I am so happy today, because some of my orchids are in bloom, and are just breathtaking. I couldn't wait to get out with my camera, and have been waiting impatiently, for the rains to stop. Most of these are one's that I bought up mountain at Atkasuka Orchids. They are a wonderful company here, that even ships to the mainland. Whenever I feel a bit down, I can look out my shop window, and see these beautiful flowers, along with the birds, and it always brings me a sense of peace.

If these flowers aren't enough to cheer you, I suggest Googling in Images, Fields of flowers.There are pages and pages, of the most beautiful scenes, you could ever lay your eyes on. I was enjoying a veritable visual feast this morning, and it was very satisfying.

These two orchids, are just out my back window, up in an Ohia tree, where I tied them a little over a year ago. It was rather hard to get these to come into proper focus, as the silly camera wanted to focus on one or the other, but not both.

These orchids, are the house warming present, that Toby Kim, the fellow who sold us the house, gave to us. I tied them to a tree, just out my front window, and they are going gang busters. Since this picture was taken, they have put off a third shoot.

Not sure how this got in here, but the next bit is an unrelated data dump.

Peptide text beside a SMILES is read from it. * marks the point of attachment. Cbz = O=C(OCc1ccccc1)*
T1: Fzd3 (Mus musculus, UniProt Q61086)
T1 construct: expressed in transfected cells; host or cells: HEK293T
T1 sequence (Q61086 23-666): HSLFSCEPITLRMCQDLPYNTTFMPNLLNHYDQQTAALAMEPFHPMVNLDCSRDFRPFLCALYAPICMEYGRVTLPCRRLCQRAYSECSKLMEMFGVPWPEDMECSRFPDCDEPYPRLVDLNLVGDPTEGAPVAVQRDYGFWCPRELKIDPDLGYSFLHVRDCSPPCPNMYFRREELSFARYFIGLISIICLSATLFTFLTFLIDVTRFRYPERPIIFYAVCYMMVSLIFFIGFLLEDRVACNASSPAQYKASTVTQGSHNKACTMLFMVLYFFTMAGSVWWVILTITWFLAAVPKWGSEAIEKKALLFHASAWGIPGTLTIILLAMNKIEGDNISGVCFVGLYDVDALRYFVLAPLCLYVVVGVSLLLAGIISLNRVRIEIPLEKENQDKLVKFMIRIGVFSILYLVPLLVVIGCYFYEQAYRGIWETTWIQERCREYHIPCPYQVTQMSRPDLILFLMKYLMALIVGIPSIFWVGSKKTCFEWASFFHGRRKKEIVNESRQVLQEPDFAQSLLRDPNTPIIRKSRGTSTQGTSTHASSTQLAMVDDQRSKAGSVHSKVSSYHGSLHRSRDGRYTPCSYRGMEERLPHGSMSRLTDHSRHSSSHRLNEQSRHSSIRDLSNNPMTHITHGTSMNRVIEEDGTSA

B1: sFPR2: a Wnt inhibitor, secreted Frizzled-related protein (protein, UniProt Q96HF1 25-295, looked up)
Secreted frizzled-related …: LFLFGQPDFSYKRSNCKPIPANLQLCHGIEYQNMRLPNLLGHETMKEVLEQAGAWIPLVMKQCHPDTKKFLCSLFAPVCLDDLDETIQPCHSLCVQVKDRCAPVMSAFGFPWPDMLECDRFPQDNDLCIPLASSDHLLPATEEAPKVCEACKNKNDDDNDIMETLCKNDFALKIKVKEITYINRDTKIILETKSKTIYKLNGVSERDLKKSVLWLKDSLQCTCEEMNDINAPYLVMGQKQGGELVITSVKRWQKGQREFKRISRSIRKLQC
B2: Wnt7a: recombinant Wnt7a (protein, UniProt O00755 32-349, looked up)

These two, are once again, some I bought at Atkasuka Orchids. They are on a tree out the window facing the front road. They smell as lovely as they look.

These lovelies, are one of three orchid clumps, growing in pots, set out on my garage lanai. They are profuse bloomers, and really are as orange-red as they look.

I have many more orchids tied to my tree's, and anxiously await, what their blooms will reveal in the future.

I had to include my lovely big leaf gardenia, whose fragrant blooms, fill the air here with such loveliness. I have four gardenia's, but this one was the only one in bloom, when I went out to take pictures. I have three others. Two that turn orange as they age, and another white, more compact variety. This is a paradise for flowers, and that's a fact. I only wish I could transport their scent, here onto my blog, as well as show you their pictures.